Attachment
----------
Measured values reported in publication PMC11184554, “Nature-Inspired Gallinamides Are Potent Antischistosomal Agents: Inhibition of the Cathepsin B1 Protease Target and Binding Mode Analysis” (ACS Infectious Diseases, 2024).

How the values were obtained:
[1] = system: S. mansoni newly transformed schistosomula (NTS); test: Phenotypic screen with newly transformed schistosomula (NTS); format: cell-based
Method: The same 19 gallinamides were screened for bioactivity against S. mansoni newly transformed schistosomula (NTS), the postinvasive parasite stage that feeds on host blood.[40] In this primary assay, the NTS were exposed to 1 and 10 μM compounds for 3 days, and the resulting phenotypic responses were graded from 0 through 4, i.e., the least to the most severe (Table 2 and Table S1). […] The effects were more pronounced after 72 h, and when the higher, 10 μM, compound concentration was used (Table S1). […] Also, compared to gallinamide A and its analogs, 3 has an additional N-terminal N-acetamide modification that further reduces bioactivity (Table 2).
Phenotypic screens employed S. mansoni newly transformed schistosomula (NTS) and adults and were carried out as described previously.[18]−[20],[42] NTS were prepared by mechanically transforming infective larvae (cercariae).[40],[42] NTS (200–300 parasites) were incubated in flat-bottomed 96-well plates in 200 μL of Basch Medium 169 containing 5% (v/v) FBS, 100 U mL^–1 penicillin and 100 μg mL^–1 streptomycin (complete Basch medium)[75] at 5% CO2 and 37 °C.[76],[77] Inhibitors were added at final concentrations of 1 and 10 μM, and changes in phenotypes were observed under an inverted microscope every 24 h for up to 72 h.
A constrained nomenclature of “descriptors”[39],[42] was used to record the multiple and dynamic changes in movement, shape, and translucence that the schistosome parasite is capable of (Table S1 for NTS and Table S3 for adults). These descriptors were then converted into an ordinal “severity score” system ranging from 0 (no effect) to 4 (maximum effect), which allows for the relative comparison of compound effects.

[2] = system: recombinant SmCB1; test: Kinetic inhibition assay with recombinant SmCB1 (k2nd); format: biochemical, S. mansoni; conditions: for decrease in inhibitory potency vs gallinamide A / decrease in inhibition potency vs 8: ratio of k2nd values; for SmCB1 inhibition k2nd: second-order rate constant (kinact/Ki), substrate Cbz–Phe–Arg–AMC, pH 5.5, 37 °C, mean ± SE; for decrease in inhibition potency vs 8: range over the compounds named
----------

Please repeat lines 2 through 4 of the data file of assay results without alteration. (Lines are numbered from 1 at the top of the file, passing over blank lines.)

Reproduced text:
How the values were obtained:
[1] = system: S. mansoni newly transformed schistosomula (NTS); test: Phenotypic screen with newly transformed schistosomula (NTS); format: cell-based
Method: The same 19 gallinamides were screened for bioactivity against S. mansoni newly transformed schistosomula (NTS), the postinvasive parasite stage that feeds on host blood.[40] In this primary assay, the NTS were exposed to 1 and 10 μM compounds for 3 days, and the resulting phenotypic responses were graded from 0 through 4, i.e., the least to the most severe (Table 2 and Table S1). […] The effects were more pronounced after 72 h, and when the higher, 10 μM, compound concentration was used (Table S1). […] Also, compared to gallinamide A and its analogs, 3 has an additional N-terminal N-acetamide modification that further reduces bioactivity (Table 2).